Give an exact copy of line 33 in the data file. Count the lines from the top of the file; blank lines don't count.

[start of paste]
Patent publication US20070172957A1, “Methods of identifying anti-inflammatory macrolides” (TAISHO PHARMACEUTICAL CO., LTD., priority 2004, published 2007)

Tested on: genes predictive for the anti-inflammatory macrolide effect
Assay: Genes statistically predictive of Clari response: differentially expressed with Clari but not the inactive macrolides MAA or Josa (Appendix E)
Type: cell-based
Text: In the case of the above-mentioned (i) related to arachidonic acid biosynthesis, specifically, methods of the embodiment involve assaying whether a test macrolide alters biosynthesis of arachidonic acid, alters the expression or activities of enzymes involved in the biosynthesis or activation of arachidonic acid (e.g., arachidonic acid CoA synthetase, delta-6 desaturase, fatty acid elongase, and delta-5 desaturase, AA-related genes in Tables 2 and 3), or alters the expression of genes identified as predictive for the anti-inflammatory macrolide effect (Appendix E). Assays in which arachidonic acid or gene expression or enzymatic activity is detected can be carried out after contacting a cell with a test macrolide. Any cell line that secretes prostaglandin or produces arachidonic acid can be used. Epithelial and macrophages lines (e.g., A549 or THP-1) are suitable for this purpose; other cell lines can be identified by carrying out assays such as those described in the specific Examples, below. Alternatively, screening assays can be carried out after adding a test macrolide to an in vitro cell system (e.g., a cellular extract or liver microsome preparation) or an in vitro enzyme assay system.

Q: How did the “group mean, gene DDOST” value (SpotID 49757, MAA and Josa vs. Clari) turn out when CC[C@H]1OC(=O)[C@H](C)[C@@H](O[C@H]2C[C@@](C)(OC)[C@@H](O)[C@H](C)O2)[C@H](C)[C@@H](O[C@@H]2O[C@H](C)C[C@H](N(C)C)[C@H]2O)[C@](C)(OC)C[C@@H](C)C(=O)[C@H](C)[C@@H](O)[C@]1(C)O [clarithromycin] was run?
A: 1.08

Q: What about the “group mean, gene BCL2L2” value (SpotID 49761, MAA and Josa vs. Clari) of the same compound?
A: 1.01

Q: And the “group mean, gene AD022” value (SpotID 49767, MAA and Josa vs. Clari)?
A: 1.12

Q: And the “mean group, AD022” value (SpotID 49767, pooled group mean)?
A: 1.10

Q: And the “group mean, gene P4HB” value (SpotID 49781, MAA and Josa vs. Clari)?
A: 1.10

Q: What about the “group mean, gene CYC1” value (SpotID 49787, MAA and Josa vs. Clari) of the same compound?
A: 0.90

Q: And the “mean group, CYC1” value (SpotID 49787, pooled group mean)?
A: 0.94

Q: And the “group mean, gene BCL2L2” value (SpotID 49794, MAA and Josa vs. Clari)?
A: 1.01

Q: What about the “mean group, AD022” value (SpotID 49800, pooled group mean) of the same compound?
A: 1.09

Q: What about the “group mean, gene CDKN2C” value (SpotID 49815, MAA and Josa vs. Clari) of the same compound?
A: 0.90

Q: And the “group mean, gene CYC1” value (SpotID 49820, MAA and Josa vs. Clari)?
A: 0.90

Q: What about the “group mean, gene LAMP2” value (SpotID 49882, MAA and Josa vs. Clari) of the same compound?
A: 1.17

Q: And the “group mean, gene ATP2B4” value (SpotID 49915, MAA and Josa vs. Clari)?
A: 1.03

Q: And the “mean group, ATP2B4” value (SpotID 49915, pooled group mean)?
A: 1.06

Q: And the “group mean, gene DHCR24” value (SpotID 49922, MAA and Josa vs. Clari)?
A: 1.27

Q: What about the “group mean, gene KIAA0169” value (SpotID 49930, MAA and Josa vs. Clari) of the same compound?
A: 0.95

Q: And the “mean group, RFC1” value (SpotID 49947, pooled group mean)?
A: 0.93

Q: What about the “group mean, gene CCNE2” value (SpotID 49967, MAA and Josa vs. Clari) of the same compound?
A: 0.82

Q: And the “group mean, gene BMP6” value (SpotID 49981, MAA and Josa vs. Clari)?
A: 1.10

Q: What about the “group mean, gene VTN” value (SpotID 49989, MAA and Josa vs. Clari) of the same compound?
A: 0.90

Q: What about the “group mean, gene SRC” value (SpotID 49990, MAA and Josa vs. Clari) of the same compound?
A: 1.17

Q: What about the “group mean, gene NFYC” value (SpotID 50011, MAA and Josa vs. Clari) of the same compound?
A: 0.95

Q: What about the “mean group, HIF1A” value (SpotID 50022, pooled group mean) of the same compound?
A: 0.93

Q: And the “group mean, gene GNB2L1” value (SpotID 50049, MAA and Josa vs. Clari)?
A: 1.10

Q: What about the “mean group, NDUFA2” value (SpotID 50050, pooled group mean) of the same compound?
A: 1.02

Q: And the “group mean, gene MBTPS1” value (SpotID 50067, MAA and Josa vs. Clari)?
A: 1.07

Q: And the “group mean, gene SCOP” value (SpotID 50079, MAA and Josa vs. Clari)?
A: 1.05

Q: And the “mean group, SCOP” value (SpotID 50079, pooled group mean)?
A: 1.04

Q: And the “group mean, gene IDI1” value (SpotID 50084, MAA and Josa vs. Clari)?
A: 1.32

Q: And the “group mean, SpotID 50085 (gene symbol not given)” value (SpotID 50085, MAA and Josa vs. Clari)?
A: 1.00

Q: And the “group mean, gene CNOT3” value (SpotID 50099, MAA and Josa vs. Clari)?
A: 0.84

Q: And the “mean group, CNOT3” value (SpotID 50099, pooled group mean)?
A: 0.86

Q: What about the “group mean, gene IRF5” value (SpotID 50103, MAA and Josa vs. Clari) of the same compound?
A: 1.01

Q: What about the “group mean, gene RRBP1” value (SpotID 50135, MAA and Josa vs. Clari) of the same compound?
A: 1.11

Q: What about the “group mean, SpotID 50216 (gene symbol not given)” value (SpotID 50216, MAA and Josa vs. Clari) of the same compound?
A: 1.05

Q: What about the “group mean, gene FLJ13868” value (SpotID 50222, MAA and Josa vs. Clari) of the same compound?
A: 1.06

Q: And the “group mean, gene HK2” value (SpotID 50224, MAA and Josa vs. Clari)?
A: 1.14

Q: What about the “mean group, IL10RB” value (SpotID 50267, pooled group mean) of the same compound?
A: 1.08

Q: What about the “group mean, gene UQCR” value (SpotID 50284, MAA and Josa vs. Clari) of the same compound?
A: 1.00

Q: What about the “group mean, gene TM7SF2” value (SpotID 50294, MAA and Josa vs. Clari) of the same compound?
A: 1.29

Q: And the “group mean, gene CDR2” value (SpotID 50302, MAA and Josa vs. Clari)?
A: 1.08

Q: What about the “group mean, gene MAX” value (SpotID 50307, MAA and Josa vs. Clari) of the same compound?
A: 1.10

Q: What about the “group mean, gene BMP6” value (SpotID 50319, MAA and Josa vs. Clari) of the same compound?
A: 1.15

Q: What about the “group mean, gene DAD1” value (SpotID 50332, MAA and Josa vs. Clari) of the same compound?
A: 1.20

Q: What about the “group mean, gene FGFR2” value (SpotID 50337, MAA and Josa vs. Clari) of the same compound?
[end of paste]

A: 1.06